For these measurements the negative potential limit was kept at 0.2 V in order to avoid the potential region of intercalation of H+ ions into the Nb2O5 lattice (see Fig. 5). In some experiments a constant potential (Eads) at which the organic compound adsorbed on the surface was applied during a time (tads) before each potential scan was registered. The quantity of species adsorbed on the surface was thus varied by applying a constant potential Eads (in the region of 0.2 - 0.3 V) during different adsoption times (10 < tads < 360 s). Figure 6 shows the effect of the adsorption time at Eads = 0.2 V on the current-potential profiles obtained at 10 mVs-1 in the 0.2 - 0.9V potential range in a solution containing 0.1 mol L-1 formaldehyde (Fig. 6a) and in 0.1 mol L-1 methanol (Fig.6b). Anodic currents are observed in the negative scan and, in both cases, the oxidation charge increases with tads. The dependences of the total charges of oxidation (Qox) on the adsorption time are presented in the graphs inserted in Figs. 6a and 6b, showing that the amount of species adsorbed increases with tads and tends toward a saturation value. When the same type of experiment was carried out in 0.5 mol L-1 solutions of the organic compound, the curves were almost independent of the time of adsorption, indicating the saturation of the surface sites with the adsorbed species. Aiming to facilate comparison with the behavior of pure Pt electrodes, the same kind of experiments were performed on high surface (nanoparticulated) Pt electrodes that were prepared by a similar sol-gel procedure. As a whole, the behavior of the Ti/Nb2O5-Pt electrodes was found to be similar to that of Pt what suggests that the electro-oxidation reactions take place on the Pt nanoparticles dispersed on the Nb2O5 matrix involving basically the same reaction mechanisms than on pure Pt.



Figure 7 shows a comparison of the voltammetric curves for the oxidation of formaldehyde and methanol obtained with the Ti/Nb2O5-Pt electrode and with the nanoparticulated pure Pt electrode. It should be stressed that different current scales were used because the electrodes compared have significantly different effective areas. As it can be seen in the figure, the overall shape of the electro-oxidation curves are almost identical. It is important to observe, however, that the voltammetric curves of the Ti/Nb2O5-Pt electrodes are shifted toward more negative potentials. This depolarization effect indicates that the presence of the Nb2O5 matrix improves, even though in a rather small amount, the electrocatalytic properties.



In general terms, the literature shows that the improvement in the electrocatalytic activity of Pt produced by the presence of a co-catalyst has been always interpreted as related to the removal of the adsorbed CO that blocks the Pt active sites and, although some controversy exists in relation to the mechanism through which the oxidation of the adsorbed CO is promoted, a facilitated adsorption of the OH species on the co-catalyst and the participation of oxygenated co-catalyst species have been proposed [41]. Even in the case of Pt-Ru bimetallic alloys, currently considered the best materials for the oxidation of methanol, it has been recently suggested that bulk quantities of electron-proton conducting RuOxHy would produce a significantly better electrocatalytic activity [42,43]. Moreover, results obtained recently in our laboratory show that, in fact, Pt nanoparticles dispersed in a RuO2 matrix exhibit a quite significant electrocatalytic activity for methanol oxidation [44].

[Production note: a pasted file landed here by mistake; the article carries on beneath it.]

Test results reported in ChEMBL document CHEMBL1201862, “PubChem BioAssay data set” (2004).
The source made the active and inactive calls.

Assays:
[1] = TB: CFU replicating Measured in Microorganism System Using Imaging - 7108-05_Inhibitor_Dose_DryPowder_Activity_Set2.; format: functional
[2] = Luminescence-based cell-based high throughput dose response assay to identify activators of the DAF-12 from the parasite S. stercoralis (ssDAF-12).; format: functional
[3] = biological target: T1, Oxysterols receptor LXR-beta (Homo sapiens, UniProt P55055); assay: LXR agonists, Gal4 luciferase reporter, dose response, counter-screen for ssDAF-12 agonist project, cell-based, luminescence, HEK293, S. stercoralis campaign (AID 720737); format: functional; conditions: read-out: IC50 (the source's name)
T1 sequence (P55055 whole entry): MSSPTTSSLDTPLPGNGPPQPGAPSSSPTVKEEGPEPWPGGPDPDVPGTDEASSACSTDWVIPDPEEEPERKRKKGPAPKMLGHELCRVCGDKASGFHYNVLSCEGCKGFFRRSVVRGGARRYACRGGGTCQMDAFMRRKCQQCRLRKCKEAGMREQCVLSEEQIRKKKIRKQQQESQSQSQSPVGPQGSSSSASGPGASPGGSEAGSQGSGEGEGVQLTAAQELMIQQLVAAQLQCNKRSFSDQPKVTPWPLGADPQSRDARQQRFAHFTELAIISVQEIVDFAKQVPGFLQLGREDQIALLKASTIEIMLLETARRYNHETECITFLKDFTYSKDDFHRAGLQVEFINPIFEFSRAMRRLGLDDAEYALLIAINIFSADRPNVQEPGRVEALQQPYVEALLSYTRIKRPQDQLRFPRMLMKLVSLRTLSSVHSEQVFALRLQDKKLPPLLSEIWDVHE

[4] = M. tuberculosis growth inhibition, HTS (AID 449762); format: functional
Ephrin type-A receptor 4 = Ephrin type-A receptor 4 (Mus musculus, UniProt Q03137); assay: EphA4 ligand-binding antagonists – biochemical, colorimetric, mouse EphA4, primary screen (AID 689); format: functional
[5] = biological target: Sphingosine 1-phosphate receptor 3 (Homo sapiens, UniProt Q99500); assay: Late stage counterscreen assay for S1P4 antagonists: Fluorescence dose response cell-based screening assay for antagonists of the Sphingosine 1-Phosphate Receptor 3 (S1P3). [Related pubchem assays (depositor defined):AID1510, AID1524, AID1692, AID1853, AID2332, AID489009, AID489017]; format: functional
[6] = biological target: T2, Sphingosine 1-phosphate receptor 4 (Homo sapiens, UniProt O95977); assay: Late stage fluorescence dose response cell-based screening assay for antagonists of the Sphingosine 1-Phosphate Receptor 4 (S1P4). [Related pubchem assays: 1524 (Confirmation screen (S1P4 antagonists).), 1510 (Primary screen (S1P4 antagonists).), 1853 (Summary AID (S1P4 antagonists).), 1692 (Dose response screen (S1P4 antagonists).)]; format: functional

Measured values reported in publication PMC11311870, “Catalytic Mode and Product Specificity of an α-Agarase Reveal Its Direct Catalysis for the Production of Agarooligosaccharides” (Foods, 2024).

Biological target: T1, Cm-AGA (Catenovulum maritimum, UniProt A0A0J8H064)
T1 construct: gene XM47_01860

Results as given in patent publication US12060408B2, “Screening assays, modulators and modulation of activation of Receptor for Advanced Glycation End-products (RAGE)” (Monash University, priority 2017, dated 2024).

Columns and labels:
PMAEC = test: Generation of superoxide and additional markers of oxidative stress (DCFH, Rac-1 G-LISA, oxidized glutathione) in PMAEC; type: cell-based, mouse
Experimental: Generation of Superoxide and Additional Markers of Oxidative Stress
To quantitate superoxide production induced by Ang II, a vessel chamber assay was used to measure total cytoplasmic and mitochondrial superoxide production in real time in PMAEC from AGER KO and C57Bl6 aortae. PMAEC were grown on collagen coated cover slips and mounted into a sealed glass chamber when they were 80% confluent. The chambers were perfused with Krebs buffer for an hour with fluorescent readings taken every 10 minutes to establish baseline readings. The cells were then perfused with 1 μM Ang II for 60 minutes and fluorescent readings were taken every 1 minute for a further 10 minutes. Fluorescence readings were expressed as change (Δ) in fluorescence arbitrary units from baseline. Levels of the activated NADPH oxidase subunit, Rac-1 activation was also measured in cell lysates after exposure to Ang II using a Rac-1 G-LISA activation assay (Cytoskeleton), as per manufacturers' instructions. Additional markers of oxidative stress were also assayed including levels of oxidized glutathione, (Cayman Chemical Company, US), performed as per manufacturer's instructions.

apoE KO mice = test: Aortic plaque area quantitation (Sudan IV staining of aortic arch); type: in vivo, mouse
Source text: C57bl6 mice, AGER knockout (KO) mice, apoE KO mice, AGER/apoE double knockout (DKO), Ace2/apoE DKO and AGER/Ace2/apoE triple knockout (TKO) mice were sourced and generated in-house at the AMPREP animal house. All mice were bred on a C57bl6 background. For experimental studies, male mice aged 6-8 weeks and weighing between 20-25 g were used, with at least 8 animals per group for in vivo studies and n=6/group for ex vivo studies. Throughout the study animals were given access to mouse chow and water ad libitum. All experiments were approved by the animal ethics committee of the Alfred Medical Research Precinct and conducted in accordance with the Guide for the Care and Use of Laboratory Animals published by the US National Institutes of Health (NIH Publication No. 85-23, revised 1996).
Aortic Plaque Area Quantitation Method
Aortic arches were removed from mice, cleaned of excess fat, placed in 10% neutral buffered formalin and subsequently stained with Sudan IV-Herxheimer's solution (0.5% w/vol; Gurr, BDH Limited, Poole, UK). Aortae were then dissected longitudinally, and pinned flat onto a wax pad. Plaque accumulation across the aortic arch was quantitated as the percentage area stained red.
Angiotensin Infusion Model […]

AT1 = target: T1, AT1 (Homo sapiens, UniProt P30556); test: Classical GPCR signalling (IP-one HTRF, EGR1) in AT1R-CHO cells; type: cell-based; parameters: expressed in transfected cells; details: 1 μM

Figs. 7a and 7b show that the differences between the onset potentials of the electro-oxidation reactions on the Ti/Nb2O5-Pt and pure nanoparticulated Pt electrodes are rather small to consider advantageous the utilization of the Ti/Nb2O5-Pt system for practical applications. However, a depolarization effect is, indeed, observed for the oxidations of formaldehyde and methanol. Even though, at this point, it is difficult to speculate on the possible ways through which the niobium oxide matrix may contribute to remove the strongly adsorbed CO from the electroactive sites it is clear that the niobium pentoxide matrix that surrounds the Pt nanoparticles plays a role in the electro-oxidation reactions.



It was possible to prepare Pt nanoparticles dispersed on thin films of niobium oxide grown on Ti substrates by a sol-gel method. The Ti/Nb2O5-Pt prepared from sols of nominal composition Nb:Pt 60:40 (in atoms) exhibited a rough surface and a rather high surface area. The average size of the nanoparticles was determined from XRD and found to be 10.7 nm. The studies carried out by cyclic voltammetry in acid media show that the Ti/Nb2O5-Pt electrodes are stable during prolonged cycling. The voltammetric curves exhibit the characteristic peaks of the oxidation-reduction processes of Pt and at more negative potentials the adsorption-desorption of hydrogen overlapping in the cathodic scan with a reduction process that can be associated to the simultaneous reduction of Nb (V) and incorporation of protons into the oxide lattice. The electrocatalytic activity of these electrodes toward the oxidation of formaldehyde and methanol was found to be very similar to that of nanoparticulated pure platinum electrodes. A slight improvement in the electrocatalytic response was found indicating the participation of Nb2O5.



Thanks are due to the Fundação de Amparo à Pesquisa do Estado de São Paulo (FAPESP) and to the Conselho Nacional de Desenvolvimento Científico e Tecnológico (CNPq) for financial support. R. L. S. Mello, F. I. Mattos-Costa and H. M. Villullas thank CNPq for the fellowships granted.



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Em homenagem ao Prof. Dr. Ernesto R. Gonzalez